Meeting Date: Sept. 17-18, 2019
FOMC declares the economy has changed little since their last meeting of July 2019. While labor markets remain healthy, household spending has increased, but business fixed investment and exports remain weak compared to earlier this year.
- “Information received since the Federal Open Market Committee met in July indicates that the labor market remains strong and that economic activity has been rising at a moderate rate.
- Job gains have been solid, on average, in recent months, and the unemployment rate has remained low.
- Although household spending has been rising at a strong pace, business fixed investment and exports have weakened.
- On a 12-month basis, overall inflation and inflation for items other than food and energy are running below 2%.
- Market-based measures of inflation compensation remain low; survey-based measures of longer-term inflation expectations are little changed.”
Fed funds rate lowered by 0.25%. New fed funds range is 1.75%-2.00%. The Fed remains determined to keep the expansion moving forward. But Fed admits the future has become more uncertain.
- “Consistent with its statutory mandate, the Committee seeks to foster maximum employment and price stability. The Committee decided to lower the target range for the federal funds rate to 1.75% to 2.00%.
- This action supports the Committee's view that sustained expansion of economic activity, strong labor market conditions and inflation near the Committee's symmetric 2% objective are the most likely outcomes, but uncertainties about this outlook remain.
- As the Committee contemplates the future path of the target range for the federal funds rate, it will continue to monitor the implications of incoming information for the economic outlook and will act as appropriate to sustain the expansion, with a strong labor market and inflation near its symmetric 2% objective.”
The Fed indicated that future rate hikes will depend on economic conditions such as labor market changes, indicators of inflation pressures and any changes in inflation expectations and international developments.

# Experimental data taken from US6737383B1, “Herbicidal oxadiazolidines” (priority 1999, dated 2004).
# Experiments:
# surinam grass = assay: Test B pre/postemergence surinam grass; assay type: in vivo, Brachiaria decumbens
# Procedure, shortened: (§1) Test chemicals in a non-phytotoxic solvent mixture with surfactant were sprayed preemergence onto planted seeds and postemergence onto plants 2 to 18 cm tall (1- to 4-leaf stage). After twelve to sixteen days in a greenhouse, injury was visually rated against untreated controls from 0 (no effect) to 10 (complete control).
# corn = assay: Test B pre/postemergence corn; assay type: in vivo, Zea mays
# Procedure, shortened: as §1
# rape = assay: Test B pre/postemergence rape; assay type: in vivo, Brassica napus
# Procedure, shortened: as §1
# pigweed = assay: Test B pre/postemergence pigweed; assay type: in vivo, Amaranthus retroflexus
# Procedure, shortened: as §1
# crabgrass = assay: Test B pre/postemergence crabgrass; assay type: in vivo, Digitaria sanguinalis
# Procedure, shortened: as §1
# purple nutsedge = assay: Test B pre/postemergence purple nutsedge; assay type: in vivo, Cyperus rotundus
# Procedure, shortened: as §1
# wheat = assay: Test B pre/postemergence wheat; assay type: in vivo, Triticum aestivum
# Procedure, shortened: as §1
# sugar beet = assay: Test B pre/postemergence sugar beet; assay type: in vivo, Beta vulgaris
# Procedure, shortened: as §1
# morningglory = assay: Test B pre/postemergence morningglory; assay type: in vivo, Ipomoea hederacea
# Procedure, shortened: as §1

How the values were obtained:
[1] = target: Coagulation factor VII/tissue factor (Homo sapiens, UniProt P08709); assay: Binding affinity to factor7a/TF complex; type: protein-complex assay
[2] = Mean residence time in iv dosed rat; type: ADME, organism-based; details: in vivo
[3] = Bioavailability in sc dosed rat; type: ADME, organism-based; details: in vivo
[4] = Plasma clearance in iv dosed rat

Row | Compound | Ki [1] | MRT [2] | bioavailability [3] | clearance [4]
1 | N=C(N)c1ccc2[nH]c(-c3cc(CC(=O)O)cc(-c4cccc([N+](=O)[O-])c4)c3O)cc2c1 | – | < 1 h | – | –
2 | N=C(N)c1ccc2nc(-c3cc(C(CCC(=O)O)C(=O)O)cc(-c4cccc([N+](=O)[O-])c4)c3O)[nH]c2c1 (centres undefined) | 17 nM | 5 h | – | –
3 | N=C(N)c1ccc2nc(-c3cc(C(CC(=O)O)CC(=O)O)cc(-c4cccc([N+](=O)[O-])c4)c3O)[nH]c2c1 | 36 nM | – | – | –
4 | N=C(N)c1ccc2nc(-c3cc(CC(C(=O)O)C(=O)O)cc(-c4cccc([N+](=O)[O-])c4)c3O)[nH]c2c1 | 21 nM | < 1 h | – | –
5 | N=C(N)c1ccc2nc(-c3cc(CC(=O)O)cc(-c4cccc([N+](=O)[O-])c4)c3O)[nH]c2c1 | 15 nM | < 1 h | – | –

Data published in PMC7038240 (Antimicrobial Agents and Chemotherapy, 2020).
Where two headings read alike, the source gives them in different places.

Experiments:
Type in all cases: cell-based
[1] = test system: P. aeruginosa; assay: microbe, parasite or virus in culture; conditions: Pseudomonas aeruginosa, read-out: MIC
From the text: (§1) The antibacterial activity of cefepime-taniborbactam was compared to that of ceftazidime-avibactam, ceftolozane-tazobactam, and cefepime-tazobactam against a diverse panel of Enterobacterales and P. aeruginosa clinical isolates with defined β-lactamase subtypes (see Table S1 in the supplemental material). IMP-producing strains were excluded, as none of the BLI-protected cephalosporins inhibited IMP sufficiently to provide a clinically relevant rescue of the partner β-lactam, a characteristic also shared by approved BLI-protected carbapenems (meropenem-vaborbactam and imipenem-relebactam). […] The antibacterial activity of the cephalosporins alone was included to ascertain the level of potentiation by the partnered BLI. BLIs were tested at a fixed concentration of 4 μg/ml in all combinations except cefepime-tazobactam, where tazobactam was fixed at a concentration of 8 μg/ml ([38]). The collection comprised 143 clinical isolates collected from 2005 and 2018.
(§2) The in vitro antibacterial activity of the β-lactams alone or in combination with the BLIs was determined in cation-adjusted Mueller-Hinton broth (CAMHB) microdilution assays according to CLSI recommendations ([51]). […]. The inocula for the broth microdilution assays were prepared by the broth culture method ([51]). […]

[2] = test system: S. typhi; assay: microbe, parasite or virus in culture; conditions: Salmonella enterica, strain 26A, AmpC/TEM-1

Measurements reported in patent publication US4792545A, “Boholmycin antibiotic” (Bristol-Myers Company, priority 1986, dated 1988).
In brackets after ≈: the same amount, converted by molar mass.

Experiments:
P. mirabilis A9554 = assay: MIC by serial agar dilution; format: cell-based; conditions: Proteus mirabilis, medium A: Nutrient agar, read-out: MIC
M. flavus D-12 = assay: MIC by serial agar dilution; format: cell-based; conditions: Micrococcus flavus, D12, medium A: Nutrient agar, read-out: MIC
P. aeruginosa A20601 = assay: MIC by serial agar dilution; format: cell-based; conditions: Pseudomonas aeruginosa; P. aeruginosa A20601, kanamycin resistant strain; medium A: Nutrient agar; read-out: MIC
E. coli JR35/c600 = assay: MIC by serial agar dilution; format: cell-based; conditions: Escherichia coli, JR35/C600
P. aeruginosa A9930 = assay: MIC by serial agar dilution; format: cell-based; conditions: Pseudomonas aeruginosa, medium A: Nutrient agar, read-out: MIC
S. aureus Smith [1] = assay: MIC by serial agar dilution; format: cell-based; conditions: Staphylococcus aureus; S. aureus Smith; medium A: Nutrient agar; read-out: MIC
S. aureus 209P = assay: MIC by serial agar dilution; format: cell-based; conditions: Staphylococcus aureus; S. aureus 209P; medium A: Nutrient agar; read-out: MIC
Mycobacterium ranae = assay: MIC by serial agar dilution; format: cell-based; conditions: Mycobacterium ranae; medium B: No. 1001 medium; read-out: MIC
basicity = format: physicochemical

- “In determining the timing and size of future adjustments to the target range for the federal funds rate, the Committee will assess realized and expected economic conditions relative to its maximum employment objective and its symmetric 2% inflation objective.
- This assessment will take into account a wide range of information, including measures of labor market conditions, indicators of inflation pressures and inflation expectations, and readings on financial and international developments.”
Three dissenting votes: one member wanted to lower rates by 0.5%, and two members wanted no rate cut at all.
Voting for the monetary policy action were Jerome H. Powell, Chair, John C. Williams, Vice Chair; Michelle W. Bowman; Lael Brainard; Richard H. Clarida; Charles L. Evans; and Randal K. Quarles.
Voting against the action was James Bullard, who preferred at this meeting to lower the target range for the federal funds rate to 1.50% to 1.75%.
Also voting against the measure were Esther L. George and Eric S. Rosengren, who preferred to maintain the target range at 2% to 2.25%.
Next Meeting: Oct. 29-30, 2019
The preceding information contains excerpts from an official published statement on the Federal Open Market Committee’s Sept. 17-18, 2019 meeting. For full text, please visit the Federal Reserve website.